Parents will be able to supervise what their teens get up to on social media under new plans to make Facebook and Instagram safer for young people.
Facebook will roll out three new measures to improve safety for kids and teens on its platforms, after weeks of criticism around the company's approach to mental health and social media addiction.
The social media giant has come under fire after leaks of internal documents shows that the company has been aware of the impact it has on teenagers for several years.
Leaked documents published in the Wall Street Journal saw the company admit:
"We make body image issues worse for one in three teen girls. Teens blame Instagram for increases in the rate of anxiety and depression. This reaction was unprompted and consistent across all groups."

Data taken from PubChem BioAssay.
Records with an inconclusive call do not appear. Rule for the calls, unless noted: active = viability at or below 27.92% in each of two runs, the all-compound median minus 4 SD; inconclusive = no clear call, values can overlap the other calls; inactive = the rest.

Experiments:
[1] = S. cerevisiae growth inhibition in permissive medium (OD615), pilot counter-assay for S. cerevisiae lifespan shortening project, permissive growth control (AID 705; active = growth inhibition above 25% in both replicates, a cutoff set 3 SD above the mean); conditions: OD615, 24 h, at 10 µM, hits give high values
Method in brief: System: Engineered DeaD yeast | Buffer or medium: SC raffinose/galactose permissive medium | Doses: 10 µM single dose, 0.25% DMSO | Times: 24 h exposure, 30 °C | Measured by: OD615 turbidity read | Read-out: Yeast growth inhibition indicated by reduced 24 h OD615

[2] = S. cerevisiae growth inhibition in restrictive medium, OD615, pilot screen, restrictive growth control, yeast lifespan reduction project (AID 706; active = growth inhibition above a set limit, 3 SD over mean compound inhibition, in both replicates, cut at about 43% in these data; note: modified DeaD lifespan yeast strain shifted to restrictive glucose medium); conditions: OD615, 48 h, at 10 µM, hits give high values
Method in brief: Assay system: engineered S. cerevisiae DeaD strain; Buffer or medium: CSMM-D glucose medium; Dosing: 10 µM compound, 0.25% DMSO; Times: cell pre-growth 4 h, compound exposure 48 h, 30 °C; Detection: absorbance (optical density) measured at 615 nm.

However, Facebook's Vice President of Global Affairs and former deputy PM Nick Clegg claimed in an interview on Sunday that Instagram can 'actually' make teenagers feel better.
"For the overwhelming majority of teenagers, actually using Instagram is a positive experience even when they're suffering from sleeplessness, anxiety, depression and so on," he said.
"It either makes no difference or it actually makes them feel better."
He added: "We're going to introduce new controls for adults of teens on an optional basis obviously so that adults can supervise what their teens are doing online."
"Where our systems see that a teen is looking at the same content over and over again and it's content that might not be conducive to their wellbeing, we'll nudge them onto other content."
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Instagram will also introduce a feature called 'Take A Break' which prompts users to 'simply take a break' from Instagram, Clegg said.
Mark Zuckerberg's company had one of the roughest weeks in its history, after its servers for Facebook, WhatsApp, and Instagram were also hit by multiple outages.
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